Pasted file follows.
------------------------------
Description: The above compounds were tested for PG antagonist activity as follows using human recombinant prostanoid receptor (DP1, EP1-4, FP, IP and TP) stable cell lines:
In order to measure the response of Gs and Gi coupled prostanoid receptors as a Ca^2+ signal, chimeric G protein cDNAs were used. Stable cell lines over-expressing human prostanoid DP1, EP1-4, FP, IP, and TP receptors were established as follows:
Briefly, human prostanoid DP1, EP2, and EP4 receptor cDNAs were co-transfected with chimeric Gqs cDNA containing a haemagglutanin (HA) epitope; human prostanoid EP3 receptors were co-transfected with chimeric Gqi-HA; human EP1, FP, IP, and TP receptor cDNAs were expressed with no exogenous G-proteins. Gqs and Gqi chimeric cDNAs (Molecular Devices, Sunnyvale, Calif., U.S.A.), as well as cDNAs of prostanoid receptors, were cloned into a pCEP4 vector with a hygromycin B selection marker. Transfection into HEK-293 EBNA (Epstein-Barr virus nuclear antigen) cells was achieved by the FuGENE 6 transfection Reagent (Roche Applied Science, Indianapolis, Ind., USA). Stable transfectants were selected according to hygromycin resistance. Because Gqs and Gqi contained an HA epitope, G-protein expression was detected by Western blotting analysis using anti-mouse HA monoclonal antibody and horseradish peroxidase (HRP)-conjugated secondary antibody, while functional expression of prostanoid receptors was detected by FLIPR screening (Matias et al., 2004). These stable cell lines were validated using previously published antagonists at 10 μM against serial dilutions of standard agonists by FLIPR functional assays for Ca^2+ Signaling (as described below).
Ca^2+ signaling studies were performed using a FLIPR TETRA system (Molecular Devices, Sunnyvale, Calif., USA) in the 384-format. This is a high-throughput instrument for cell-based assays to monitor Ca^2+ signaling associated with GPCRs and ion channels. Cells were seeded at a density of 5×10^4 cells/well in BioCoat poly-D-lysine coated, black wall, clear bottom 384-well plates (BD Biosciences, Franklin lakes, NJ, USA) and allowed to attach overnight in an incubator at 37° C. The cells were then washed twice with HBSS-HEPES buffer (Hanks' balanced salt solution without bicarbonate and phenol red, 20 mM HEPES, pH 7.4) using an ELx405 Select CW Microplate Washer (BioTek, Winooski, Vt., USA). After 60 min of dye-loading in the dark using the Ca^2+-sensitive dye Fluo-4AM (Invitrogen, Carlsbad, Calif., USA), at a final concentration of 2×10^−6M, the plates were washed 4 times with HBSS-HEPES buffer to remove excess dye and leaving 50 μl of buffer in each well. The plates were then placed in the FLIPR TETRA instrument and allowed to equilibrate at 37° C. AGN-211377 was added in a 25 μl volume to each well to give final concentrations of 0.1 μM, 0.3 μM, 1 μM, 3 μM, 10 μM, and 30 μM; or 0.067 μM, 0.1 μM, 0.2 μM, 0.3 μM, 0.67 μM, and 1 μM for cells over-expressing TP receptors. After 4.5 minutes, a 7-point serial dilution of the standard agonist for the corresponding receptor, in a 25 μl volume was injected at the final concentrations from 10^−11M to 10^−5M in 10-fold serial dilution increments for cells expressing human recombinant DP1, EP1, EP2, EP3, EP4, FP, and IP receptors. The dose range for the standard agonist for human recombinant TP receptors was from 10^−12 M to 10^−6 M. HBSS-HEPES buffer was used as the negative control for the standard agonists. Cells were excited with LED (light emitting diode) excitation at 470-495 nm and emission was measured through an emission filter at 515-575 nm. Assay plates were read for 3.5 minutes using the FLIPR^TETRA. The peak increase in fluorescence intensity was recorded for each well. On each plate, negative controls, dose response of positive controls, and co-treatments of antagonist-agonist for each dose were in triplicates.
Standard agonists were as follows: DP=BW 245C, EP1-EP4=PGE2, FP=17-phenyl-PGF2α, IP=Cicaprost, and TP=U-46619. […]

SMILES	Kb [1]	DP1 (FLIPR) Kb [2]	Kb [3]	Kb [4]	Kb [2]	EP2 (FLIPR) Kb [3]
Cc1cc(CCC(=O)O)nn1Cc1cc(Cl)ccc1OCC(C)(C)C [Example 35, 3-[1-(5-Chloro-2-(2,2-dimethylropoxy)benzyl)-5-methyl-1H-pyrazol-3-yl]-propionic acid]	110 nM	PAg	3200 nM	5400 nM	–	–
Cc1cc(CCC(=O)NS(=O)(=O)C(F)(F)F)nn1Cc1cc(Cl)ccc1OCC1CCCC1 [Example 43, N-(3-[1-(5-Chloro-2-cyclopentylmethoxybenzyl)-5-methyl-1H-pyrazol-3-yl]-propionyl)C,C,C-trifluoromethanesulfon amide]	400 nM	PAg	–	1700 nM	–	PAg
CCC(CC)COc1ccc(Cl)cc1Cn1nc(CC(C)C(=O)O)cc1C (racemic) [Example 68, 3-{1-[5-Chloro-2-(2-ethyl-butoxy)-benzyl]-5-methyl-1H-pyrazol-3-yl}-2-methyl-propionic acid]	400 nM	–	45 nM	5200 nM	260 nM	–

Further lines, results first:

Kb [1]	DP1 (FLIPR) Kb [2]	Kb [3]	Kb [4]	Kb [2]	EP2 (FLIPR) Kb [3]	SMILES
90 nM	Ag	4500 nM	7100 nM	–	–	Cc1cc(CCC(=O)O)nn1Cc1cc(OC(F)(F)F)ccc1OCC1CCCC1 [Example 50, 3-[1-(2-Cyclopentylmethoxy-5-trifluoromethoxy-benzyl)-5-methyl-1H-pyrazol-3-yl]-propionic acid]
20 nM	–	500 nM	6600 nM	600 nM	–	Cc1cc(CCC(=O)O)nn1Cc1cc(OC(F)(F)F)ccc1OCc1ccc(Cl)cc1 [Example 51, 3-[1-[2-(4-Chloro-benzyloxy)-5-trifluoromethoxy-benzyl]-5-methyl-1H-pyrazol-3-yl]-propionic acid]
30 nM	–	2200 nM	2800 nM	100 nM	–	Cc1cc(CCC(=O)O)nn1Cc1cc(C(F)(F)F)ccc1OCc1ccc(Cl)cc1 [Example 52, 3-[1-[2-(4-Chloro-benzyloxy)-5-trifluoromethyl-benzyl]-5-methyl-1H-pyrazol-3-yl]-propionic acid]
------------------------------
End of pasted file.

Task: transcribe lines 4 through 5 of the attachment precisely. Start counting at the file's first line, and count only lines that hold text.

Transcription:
Ca^2+ signaling studies were performed using a FLIPR TETRA system (Molecular Devices, Sunnyvale, Calif., USA) in the 384-format. This is a high-throughput instrument for cell-based assays to monitor Ca^2+ signaling associated with GPCRs and ion channels. Cells were seeded at a density of 5×10^4 cells/well in BioCoat poly-D-lysine coated, black wall, clear bottom 384-well plates (BD Biosciences, Franklin lakes, NJ, USA) and allowed to attach overnight in an incubator at 37° C. The cells were then washed twice with HBSS-HEPES buffer (Hanks' balanced salt solution without bicarbonate and phenol red, 20 mM HEPES, pH 7.4) using an ELx405 Select CW Microplate Washer (BioTek, Winooski, Vt., USA). After 60 min of dye-loading in the dark using the Ca^2+-sensitive dye Fluo-4AM (Invitrogen, Carlsbad, Calif., USA), at a final concentration of 2×10^−6M, the plates were washed 4 times with HBSS-HEPES buffer to remove excess dye and leaving 50 μl of buffer in each well. The plates were then placed in the FLIPR TETRA instrument and allowed to equilibrate at 37° C. AGN-211377 was added in a 25 μl volume to each well to give final concentrations of 0.1 μM, 0.3 μM, 1 μM, 3 μM, 10 μM, and 30 μM; or 0.067 μM, 0.1 μM, 0.2 μM, 0.3 μM, 0.67 μM, and 1 μM for cells over-expressing TP receptors. After 4.5 minutes, a 7-point serial dilution of the standard agonist for the corresponding receptor, in a 25 μl volume was injected at the final concentrations from 10^−11M to 10^−5M in 10-fold serial dilution increments for cells expressing human recombinant DP1, EP1, EP2, EP3, EP4, FP, and IP receptors. The dose range for the standard agonist for human recombinant TP receptors was from 10^−12 M to 10^−6 M. HBSS-HEPES buffer was used as the negative control for the standard agonists. Cells were excited with LED (light emitting diode) excitation at 470-495 nm and emission was measured through an emission filter at 515-575 nm. Assay plates were read for 3.5 minutes using the FLIPR^TETRA. The peak increase in fluorescence intensity was recorded for each well. On each plate, negative controls, dose response of positive controls, and co-treatments of antagonist-agonist for each dose were in triplicates.
Standard agonists were as follows: DP=BW 245C, EP1-EP4=PGE2, FP=17-phenyl-PGF2α, IP=Cicaprost, and TP=U-46619. […]